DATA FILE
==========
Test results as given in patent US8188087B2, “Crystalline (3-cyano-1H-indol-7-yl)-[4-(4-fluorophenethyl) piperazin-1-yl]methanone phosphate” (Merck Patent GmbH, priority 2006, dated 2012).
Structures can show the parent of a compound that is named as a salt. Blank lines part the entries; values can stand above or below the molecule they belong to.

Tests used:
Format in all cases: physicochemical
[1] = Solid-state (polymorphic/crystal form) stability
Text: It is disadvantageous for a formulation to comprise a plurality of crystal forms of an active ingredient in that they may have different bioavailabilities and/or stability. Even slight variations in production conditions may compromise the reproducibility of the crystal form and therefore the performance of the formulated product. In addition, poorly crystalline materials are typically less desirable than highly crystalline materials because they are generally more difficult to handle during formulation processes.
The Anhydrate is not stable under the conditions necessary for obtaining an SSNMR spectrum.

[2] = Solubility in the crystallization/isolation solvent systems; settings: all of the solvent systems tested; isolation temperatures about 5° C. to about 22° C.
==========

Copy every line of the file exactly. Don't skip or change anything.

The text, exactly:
Test results as given in patent US8188087B2, “Crystalline (3-cyano-1H-indol-7-yl)-[4-(4-fluorophenethyl) piperazin-1-yl]methanone phosphate” (Merck Patent GmbH, priority 2006, dated 2012).
Structures can show the parent of a compound that is named as a salt. Blank lines part the entries; values can stand above or below the molecule they belong to.

Tests used:
Format in all cases: physicochemical
[1] = Solid-state (polymorphic/crystal form) stability
Text: It is disadvantageous for a formulation to comprise a plurality of crystal forms of an active ingredient in that they may have different bioavailabilities and/or stability. Even slight variations in production conditions may compromise the reproducibility of the crystal form and therefore the performance of the formulated product. In addition, poorly crystalline materials are typically less desirable than highly crystalline materials because they are generally more difficult to handle during formulation processes.
The Anhydrate is not stable under the conditions necessary for obtaining an SSNMR spectrum.

[2] = Solubility in the crystallization/isolation solvent systems; settings: all of the solvent systems tested; isolation temperatures about 5° C. to about 22° C.